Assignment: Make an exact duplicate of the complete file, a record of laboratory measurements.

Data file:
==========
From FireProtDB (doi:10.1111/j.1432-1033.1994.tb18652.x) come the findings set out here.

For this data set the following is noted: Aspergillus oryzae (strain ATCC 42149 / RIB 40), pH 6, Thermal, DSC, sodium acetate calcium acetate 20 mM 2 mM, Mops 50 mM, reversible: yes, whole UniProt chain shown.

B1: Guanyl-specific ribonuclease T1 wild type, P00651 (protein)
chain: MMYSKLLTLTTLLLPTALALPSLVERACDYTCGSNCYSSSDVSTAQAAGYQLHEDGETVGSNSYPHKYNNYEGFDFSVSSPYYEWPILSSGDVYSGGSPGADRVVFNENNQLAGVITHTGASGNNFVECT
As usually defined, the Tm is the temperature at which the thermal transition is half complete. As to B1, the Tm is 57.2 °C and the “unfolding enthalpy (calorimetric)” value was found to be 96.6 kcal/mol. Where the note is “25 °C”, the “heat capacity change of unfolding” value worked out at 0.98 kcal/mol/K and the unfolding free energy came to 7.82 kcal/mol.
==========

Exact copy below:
From FireProtDB (doi:10.1111/j.1432-1033.1994.tb18652.x) come the findings set out here.

For this data set the following is noted: Aspergillus oryzae (strain ATCC 42149 / RIB 40), pH 6, Thermal, DSC, sodium acetate calcium acetate 20 mM 2 mM, Mops 50 mM, reversible: yes, whole UniProt chain shown.

B1: Guanyl-specific ribonuclease T1 wild type, P00651 (protein)
chain: MMYSKLLTLTTLLLPTALALPSLVERACDYTCGSNCYSSSDVSTAQAAGYQLHEDGETVGSNSYPHKYNNYEGFDFSVSSPYYEWPILSSGDVYSGGSPGADRVVFNENNQLAGVITHTGASGNNFVECT
As usually defined, the Tm is the temperature at which the thermal transition is half complete. As to B1, the Tm is 57.2 °C and the “unfolding enthalpy (calorimetric)” value was found to be 96.6 kcal/mol. Where the note is “25 °C”, the “heat capacity change of unfolding” value worked out at 0.98 kcal/mol/K and the unfolding free energy came to 7.82 kcal/mol.